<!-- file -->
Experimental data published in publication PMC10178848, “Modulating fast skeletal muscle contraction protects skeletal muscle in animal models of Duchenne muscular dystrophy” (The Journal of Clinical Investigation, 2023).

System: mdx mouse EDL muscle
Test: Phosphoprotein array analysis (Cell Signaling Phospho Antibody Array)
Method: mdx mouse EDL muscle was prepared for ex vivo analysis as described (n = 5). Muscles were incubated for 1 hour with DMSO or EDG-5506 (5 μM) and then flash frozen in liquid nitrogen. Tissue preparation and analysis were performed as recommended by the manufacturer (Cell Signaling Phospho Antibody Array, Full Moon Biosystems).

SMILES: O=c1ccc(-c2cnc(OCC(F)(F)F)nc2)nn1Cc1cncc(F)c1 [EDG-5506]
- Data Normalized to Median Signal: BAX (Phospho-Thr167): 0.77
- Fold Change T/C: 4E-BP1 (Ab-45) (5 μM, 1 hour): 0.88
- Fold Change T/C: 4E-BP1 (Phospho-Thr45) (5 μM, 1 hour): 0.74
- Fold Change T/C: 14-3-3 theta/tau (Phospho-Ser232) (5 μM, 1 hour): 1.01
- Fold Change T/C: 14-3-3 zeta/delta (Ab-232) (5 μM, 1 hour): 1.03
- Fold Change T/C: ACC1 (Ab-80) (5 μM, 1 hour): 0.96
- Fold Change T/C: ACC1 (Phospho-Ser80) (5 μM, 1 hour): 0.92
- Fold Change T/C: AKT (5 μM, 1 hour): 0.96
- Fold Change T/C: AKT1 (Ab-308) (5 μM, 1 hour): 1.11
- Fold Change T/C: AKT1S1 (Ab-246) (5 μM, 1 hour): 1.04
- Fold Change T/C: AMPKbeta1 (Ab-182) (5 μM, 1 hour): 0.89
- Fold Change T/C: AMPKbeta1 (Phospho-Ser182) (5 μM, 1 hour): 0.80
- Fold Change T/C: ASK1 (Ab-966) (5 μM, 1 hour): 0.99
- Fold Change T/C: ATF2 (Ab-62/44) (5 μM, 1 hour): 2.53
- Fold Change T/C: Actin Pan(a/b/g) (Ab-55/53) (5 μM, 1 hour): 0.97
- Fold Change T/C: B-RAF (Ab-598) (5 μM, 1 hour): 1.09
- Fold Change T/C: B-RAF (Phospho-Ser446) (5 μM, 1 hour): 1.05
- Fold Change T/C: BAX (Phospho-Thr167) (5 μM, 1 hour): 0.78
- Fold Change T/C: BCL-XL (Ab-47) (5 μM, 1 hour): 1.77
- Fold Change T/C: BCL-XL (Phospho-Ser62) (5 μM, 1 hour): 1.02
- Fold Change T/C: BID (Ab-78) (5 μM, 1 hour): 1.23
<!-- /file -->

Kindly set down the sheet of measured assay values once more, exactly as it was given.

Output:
Experimental data published in publication PMC10178848, “Modulating fast skeletal muscle contraction protects skeletal muscle in animal models of Duchenne muscular dystrophy” (The Journal of Clinical Investigation, 2023).

System: mdx mouse EDL muscle
Test: Phosphoprotein array analysis (Cell Signaling Phospho Antibody Array)
Method: mdx mouse EDL muscle was prepared for ex vivo analysis as described (n = 5). Muscles were incubated for 1 hour with DMSO or EDG-5506 (5 μM) and then flash frozen in liquid nitrogen. Tissue preparation and analysis were performed as recommended by the manufacturer (Cell Signaling Phospho Antibody Array, Full Moon Biosystems).

SMILES: O=c1ccc(-c2cnc(OCC(F)(F)F)nc2)nn1Cc1cncc(F)c1 [EDG-5506]
- Data Normalized to Median Signal: BAX (Phospho-Thr167): 0.77
- Fold Change T/C: 4E-BP1 (Ab-45) (5 μM, 1 hour): 0.88
- Fold Change T/C: 4E-BP1 (Phospho-Thr45) (5 μM, 1 hour): 0.74
- Fold Change T/C: 14-3-3 theta/tau (Phospho-Ser232) (5 μM, 1 hour): 1.01
- Fold Change T/C: 14-3-3 zeta/delta (Ab-232) (5 μM, 1 hour): 1.03
- Fold Change T/C: ACC1 (Ab-80) (5 μM, 1 hour): 0.96
- Fold Change T/C: ACC1 (Phospho-Ser80) (5 μM, 1 hour): 0.92
- Fold Change T/C: AKT (5 μM, 1 hour): 0.96
- Fold Change T/C: AKT1 (Ab-308) (5 μM, 1 hour): 1.11
- Fold Change T/C: AKT1S1 (Ab-246) (5 μM, 1 hour): 1.04
- Fold Change T/C: AMPKbeta1 (Ab-182) (5 μM, 1 hour): 0.89
- Fold Change T/C: AMPKbeta1 (Phospho-Ser182) (5 μM, 1 hour): 0.80
- Fold Change T/C: ASK1 (Ab-966) (5 μM, 1 hour): 0.99
- Fold Change T/C: ATF2 (Ab-62/44) (5 μM, 1 hour): 2.53
- Fold Change T/C: Actin Pan(a/b/g) (Ab-55/53) (5 μM, 1 hour): 0.97
- Fold Change T/C: B-RAF (Ab-598) (5 μM, 1 hour): 1.09
- Fold Change T/C: B-RAF (Phospho-Ser446) (5 μM, 1 hour): 1.05
- Fold Change T/C: BAX (Phospho-Thr167) (5 μM, 1 hour): 0.78
- Fold Change T/C: BCL-XL (Ab-47) (5 μM, 1 hour): 1.77
- Fold Change T/C: BCL-XL (Phospho-Ser62) (5 μM, 1 hour): 1.02
- Fold Change T/C: BID (Ab-78) (5 μM, 1 hour): 1.23